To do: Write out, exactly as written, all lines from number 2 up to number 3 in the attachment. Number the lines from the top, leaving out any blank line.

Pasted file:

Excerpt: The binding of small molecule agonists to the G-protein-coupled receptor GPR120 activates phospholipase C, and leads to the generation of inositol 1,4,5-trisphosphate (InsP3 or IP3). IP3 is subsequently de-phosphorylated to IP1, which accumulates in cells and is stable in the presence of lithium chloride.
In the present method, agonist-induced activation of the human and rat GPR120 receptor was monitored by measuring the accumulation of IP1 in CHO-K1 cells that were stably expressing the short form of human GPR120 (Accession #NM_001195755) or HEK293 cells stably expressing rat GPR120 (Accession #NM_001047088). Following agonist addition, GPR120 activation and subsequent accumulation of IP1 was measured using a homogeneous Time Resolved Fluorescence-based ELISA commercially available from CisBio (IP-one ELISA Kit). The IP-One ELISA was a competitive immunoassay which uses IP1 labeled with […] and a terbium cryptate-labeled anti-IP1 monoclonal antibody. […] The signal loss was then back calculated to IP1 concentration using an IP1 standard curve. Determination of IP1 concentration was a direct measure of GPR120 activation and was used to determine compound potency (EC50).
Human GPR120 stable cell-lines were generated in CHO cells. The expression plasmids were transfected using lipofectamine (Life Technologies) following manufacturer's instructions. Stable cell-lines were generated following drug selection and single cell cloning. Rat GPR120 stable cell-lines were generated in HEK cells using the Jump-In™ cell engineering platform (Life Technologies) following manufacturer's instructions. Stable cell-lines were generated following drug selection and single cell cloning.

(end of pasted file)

In the present method, agonist-induced activation of the human and rat GPR120 receptor was monitored by measuring the accumulation of IP1 in CHO-K1 cells that were stably expressing the short form of human GPR120 (Accession #NM_001195755) or HEK293 cells stably expressing rat GPR120 (Accession #NM_001047088). Following agonist addition, GPR120 activation and subsequent accumulation of IP1 was measured using a homogeneous Time Resolved Fluorescence-based ELISA commercially available from CisBio (IP-one ELISA Kit). The IP-One ELISA was a competitive immunoassay which uses IP1 labeled with […] and a terbium cryptate-labeled anti-IP1 monoclonal antibody. […] The signal loss was then back calculated to IP1 concentration using an IP1 standard curve. Determination of IP1 concentration was a direct measure of GPR120 activation and was used to determine compound potency (EC50).
Human GPR120 stable cell-lines were generated in CHO cells. The expression plasmids were transfected using lipofectamine (Life Technologies) following manufacturer's instructions. Stable cell-lines were generated following drug selection and single cell cloning. Rat GPR120 stable cell-lines were generated in HEK cells using the Jump-In™ cell engineering platform (Life Technologies) following manufacturer's instructions. Stable cell-lines were generated following drug selection and single cell cloning.